A new tollhouse was built for the toll collector by Kingston Gate, where Fiveways Roundabout is today, probably in 1856. When the Yeovil Turnpike Trust was abolished in 1875 the tollhouse was taken down stone by stone and re-erected about a hundred yards further down Kingston. At the same time all of Yeovil’s toll gates, stop gates and side gates were removed.


Yeovilians remember...

In a letter published in the Western Gazette in March 1930 an un-named Yeovilian recalled the tollhouse of fifty years previous "Memory also recalls the old turnpike gates stretching across the road at the junction of the three main roads leading into town near the old hospital. Three sets of double wooden gates spanned the road at this point. Wicket gates at each side of the road were provided for the use of pedestrians. A large bell was affixed to the gates enabling the drivers of vehicular traffic to draw attention of the toll-gate keeper to unlock the gates and, after paying their toll, to let them pass on. Many boyish pranks we played on dark nights with that old bell to the annoyance of the old gate-keeper. The toll house in which the keeper lived stood in the corner, where now stands a brick outhouse used by the occupants of the two cottages at the bottom of Mudford Road. Shortly after the passing of the Turnpike & Roads Act in 1878, the gates were abolished; the old toll-house pulled down and the stones used in building the house, 23 Kingston, in which Mr Burrows lives at present." 

The Kingston Turnpike House was demolished for the second and final time in 1969 when Kingston was widened and the site was cleared for the construction of Yeovil District Hospital.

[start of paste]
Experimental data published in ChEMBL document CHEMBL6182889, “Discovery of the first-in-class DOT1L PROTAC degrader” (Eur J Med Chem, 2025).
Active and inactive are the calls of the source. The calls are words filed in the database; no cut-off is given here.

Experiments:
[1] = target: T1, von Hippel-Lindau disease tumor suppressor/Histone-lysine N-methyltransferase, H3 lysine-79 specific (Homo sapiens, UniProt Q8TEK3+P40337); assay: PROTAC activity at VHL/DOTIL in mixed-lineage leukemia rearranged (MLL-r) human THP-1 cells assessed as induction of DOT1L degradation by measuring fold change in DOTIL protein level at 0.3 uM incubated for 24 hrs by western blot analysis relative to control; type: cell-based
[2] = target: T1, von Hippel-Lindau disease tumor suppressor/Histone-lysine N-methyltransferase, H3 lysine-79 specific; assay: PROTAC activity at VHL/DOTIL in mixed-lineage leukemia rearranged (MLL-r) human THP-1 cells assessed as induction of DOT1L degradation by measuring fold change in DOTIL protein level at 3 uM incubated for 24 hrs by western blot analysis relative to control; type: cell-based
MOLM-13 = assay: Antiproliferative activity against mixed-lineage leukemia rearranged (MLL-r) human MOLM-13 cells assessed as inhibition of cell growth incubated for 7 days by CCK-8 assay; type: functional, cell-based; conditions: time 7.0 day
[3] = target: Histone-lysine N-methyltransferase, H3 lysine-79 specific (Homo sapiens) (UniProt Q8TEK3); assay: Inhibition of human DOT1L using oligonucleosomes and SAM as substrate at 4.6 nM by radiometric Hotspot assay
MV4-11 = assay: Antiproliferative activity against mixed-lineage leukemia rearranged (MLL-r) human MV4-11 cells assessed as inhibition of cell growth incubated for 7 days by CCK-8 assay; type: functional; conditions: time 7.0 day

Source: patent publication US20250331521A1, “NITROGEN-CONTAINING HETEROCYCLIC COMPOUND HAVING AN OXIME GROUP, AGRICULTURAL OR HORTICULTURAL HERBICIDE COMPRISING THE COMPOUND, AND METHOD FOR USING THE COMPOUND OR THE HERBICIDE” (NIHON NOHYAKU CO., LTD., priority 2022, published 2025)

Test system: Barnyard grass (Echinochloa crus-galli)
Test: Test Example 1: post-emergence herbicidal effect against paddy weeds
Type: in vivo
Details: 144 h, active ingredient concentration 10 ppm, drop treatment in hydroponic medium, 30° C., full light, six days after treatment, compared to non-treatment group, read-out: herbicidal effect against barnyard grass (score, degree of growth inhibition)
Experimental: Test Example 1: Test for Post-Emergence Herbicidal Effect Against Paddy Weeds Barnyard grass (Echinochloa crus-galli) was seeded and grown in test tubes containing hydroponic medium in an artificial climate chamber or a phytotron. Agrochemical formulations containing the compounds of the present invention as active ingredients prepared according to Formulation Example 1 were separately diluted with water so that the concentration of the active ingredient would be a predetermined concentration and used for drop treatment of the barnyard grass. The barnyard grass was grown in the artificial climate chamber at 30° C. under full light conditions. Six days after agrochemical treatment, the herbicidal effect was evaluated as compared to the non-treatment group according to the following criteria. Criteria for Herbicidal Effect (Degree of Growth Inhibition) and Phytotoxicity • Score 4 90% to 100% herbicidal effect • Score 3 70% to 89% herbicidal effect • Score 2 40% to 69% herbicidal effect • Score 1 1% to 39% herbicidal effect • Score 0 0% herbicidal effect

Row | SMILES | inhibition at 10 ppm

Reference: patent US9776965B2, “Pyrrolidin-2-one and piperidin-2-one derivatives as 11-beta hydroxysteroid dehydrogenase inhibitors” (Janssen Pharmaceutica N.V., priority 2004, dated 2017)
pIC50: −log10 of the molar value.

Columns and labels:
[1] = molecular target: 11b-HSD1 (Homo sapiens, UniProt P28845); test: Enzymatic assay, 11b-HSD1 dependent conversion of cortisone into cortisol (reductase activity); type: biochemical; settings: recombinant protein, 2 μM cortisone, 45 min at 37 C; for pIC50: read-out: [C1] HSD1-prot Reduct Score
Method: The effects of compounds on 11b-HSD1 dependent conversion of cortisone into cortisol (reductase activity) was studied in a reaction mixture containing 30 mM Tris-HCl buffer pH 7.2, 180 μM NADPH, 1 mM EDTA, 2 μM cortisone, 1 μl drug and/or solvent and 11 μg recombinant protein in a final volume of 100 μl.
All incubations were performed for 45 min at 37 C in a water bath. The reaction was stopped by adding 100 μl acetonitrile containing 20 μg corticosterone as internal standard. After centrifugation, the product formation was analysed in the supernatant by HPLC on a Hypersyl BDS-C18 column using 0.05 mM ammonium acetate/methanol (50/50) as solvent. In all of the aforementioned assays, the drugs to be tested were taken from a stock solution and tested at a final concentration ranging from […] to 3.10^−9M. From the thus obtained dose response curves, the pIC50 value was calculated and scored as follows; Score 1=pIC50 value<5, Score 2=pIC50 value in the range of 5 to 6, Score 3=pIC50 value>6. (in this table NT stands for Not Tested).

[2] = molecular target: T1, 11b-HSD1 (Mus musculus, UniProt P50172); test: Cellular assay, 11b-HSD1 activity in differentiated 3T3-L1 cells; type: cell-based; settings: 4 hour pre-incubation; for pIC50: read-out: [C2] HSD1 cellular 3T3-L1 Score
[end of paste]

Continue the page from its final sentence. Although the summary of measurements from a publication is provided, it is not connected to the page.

E Watts' map of 1806 clearly shows the gate across the road and a gatekeeper's hut next to it, actually situated in the road.


Yeovil Turnpike Trust toll charges of 1852 - in this instance for Penstile, but the same charges would have applied to Kingston.


 This colourised photograph features in my book 'Yeovil From Old Photographs'.

The second (at least) Kingston Turnpike House photographed about 1860 by Henry Goodfellow (before the Fiveways hospital was built). Notice the gates which would close until tolls had been paid. The house was moved a hundred yards further down Kingston in 1875.


Photographed by Thomas Clarke between May and December 1874 from Kingston, and showing the new hospital at Fiveways and the Kingston Toll Gates. This is probably the earliest photograph of the new hospital that had opened just two years earlier, in January 1872.


A postcard dated 1906 looking along Kingston towards the town. The building at extreme left is the Kingston Turnpike House, then comes the entrance gateway in the garden wall of the Unitarian chapel before the three-storey villas. The Duke of York (before it was rebuilt) is seen at extreme right.


Kingston Turnpike House photographed in the 1960s.


Kingston Turnpike House (east side) in its new location, in a colourised photographed of 1967. At centre is the Fiveways roundabout.